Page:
Tech Wizards Brings Navy Training to the Virtual World
Posted by Pine Hill Technology Park
Both in Sept. 2011 and again in June, the Naval Air Warfare Center’s Future Workforce Technologies and Strategies office demonstrated for The Patuxent Partnership how virtual worlds could be used to reduce the cost of conferencing and training.
On Wednesday, members of that NAWCAD team got a look at a working model of a virtual training simulation courtesy of local software developer Tech Wizards.
At the offices of RED Inc. in the Pine Hill Technology Park in Lexington Park, Maryland, the Tech Wizards team showed off training simulations they have developed for the Navy’s Aegis training program at Naval Surface Warfare Center Dahlgren in Virginia and for the Air Force’s flight training program.
Tech Wizards rendered the simulations with OpenSim software, the free, open-source version of the software that powers the virtual world of Second Life as well as NAWCAD’s demonstrations. Tech Wizards has real offices in Dahlgren and Pax River, but it also has a virtual office and conference center in Second Life (Second Life or OpenSim viewer required). The virtual conference center hosted the Federal Consortium of Virtual Worlds conference in May 2011.
Tech Wizards’ President Ken Clark said his company’s clients are looking to virtual training and training games to be ready for the coming generation of digital natives. Clark noted that there are a billion virtual world accounts worldwide, a number that is increasing 15 percent a month. Currently, 787 million 10 to 15-year-old video gamers worldwide, he said.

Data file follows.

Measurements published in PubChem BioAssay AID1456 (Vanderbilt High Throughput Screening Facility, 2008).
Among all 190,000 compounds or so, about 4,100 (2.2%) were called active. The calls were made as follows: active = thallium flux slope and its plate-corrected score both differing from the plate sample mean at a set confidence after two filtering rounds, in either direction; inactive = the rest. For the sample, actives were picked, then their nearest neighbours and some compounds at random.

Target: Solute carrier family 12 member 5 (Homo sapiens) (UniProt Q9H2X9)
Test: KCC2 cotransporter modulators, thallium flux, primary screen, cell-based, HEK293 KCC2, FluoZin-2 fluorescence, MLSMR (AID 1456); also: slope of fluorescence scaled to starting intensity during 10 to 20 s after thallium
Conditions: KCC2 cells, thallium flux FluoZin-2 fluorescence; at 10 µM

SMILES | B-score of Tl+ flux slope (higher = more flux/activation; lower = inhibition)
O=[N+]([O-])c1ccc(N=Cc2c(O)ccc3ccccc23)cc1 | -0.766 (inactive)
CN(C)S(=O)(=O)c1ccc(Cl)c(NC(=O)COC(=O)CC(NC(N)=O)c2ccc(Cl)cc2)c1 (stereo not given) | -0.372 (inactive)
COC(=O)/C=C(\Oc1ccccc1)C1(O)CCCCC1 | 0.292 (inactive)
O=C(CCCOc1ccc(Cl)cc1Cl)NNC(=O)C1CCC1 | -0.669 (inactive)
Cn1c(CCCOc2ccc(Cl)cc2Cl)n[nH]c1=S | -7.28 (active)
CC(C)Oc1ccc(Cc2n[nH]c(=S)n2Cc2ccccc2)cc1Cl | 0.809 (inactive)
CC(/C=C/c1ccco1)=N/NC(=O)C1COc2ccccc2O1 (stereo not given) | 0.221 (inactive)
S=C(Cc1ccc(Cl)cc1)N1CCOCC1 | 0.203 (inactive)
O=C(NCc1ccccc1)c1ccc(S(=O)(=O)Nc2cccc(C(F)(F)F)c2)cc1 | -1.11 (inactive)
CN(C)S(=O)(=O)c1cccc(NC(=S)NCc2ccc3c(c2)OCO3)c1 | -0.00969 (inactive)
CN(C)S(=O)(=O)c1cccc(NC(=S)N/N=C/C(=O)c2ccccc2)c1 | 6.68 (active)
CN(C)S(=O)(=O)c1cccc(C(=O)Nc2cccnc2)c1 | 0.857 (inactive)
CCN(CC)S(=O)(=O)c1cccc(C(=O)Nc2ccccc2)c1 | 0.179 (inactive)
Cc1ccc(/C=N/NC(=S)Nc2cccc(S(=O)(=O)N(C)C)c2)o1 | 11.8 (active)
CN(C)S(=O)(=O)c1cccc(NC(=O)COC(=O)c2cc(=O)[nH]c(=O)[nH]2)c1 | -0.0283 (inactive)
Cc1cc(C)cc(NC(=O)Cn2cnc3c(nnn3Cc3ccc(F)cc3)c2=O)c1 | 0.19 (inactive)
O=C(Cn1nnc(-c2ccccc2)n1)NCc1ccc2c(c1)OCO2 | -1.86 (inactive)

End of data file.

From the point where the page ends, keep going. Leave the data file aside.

“These people are going to be in our armed forces in 5 to 10 years,” Mr. Clark said.
Meanwhile, NAVAIR has just experienced a 30 percent cut to its conference travel budget, spurring its Future Workforce Technologies office to find ways to facilitate conferencing and project collaboration through other means, such as virtual spaces.
Tech Wizards appears to be well ahead of the game. At Wednesday’s demonstration, they showed how their system monitors students to see how long they spend absorbing their virtual course materials and showed off applications for Apple’s iOS that allow students and instructors to track their training progress.
“They can’t just cheat through the entire thing,” said Kenny Allwine, Tech Wizards’ software engineer.
Tech Wizards’ technology can replicate actual Navy computer hardware and software within their virtual training spaces, allowing students to virtually experience the real thing, without the risk of damage or wear. The team is also working on integrating Microsoft’s Kinect peripheral to allow users to interact with the virtual training spaces by simply moving their arms and legs.